A Guest post by @
If you can keep your head when all about you are losing theirs and blaming it on you,
As a leader it can sometimes be difficult to convey your companies purpose to your staff. What is the over-arching message you are trying to get across? How do we get staff buy in? When things don’t go quite right is there a blame culture? By encouraging staff to become involved in the process of a shared vision, it allows ownership of it. Furthermore encouraging (healthy) risk taking is another key to success. It is ok to fail at something, so long as we have learnt from it. When we didn’t quite hit our targets or progress was lower than expected, what could we do better next time? Self-reflection and development is key.
And yet don’t look too good, nor talk too wise
The people on the shop floor, know most about the job. It is impossible to know everything about everyone, this is why we need to empower our staff to implement change. Respecting and valuing everyone’s opinion, no matter where they lie in the company is vital. Building a culture of trust and respect can be difficult, but as a leader if you are open and transparent this often is reflected back by your staff.
If you can bear to hear the truth you’ve spoken
Twisted by knaves to make a trap for fools,
Speaking and listening to your staff will prove beneficial in so many ways. Staff will feel supported and understood. They will be more open to constructive dialogue and willing to take risks. Often the best ideas for change come from those on the ground floor, who understand what the problems are and how to effectively solve them. How can we give employees a voice though? Having an open door policy to your staff, use of praise, responding to all questions promptly and objectively and asking their opinion can help support this process.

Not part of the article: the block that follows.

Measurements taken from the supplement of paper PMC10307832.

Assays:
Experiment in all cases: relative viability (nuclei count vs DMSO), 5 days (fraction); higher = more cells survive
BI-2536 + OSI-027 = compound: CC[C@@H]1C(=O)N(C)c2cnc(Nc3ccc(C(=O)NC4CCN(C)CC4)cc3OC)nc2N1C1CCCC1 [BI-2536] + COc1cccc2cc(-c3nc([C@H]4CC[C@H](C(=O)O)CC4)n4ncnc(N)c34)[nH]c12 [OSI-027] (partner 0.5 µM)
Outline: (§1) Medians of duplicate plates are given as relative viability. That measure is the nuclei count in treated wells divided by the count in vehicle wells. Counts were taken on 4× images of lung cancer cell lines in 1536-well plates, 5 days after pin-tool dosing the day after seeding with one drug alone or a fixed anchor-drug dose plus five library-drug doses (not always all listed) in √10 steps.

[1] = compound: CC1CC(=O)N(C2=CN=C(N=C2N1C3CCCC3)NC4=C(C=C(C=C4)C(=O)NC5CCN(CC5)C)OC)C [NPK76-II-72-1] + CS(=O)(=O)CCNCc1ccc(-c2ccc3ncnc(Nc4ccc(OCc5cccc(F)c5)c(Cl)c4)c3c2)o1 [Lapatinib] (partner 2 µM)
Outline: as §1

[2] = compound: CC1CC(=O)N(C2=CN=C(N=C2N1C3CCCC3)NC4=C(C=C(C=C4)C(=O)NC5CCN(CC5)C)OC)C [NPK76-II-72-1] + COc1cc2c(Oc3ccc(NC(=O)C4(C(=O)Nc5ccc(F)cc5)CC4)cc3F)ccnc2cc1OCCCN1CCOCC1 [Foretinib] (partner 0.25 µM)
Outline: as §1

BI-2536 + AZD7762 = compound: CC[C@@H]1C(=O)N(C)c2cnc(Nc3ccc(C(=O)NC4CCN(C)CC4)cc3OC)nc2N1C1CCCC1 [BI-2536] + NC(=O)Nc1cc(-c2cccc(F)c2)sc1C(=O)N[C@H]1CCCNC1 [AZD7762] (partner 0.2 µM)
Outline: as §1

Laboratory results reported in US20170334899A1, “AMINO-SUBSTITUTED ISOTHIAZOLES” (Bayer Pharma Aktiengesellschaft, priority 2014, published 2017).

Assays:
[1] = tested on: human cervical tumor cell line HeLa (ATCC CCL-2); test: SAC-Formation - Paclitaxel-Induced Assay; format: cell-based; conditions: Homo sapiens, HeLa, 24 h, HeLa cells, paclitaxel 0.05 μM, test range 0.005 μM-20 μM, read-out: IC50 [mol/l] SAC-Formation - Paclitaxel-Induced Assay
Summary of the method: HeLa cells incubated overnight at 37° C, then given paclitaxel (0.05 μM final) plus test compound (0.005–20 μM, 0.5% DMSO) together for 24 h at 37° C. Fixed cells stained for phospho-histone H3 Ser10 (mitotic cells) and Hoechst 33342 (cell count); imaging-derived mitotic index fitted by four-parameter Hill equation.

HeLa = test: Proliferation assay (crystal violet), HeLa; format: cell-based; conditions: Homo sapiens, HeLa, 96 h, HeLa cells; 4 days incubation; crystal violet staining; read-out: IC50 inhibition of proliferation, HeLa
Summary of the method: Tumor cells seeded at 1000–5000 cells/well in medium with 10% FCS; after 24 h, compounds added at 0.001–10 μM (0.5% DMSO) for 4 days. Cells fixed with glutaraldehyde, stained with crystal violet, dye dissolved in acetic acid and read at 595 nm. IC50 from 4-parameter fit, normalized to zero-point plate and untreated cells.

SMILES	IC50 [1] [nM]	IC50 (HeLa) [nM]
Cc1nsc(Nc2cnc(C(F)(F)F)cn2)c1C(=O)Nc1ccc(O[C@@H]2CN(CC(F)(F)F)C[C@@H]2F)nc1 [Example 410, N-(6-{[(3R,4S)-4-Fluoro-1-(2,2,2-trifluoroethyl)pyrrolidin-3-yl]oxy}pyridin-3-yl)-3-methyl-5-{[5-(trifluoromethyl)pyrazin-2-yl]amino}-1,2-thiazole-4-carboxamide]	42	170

If you can talk with crowds and keep your virtue
Or walk with Kings – nor lose the common touch,
If you see something good, tell people what you saw, and why it was so good. There is so much good practice happening in the workplace, yet how much of it gets missed? Make a pact with yourself for next week, try praising the people you work with (more than you already do). Don’t make it conceited, make it genuine and real, everyone enjoys recognition for their hard work. Get out and about too, walk around your place of work, get into lessons, speak to students and staff alike, enjoy them enjoying learning.
And – which is more – you’ll be a Man, my son!
A shared ownership of your brand can install a successful culture of support and development within it. Ask yourself, what are you giving back to others?
Assistant Principal at Winterbourne International Academy, South Gloucs. Raising Standards, Interventions and PSHCE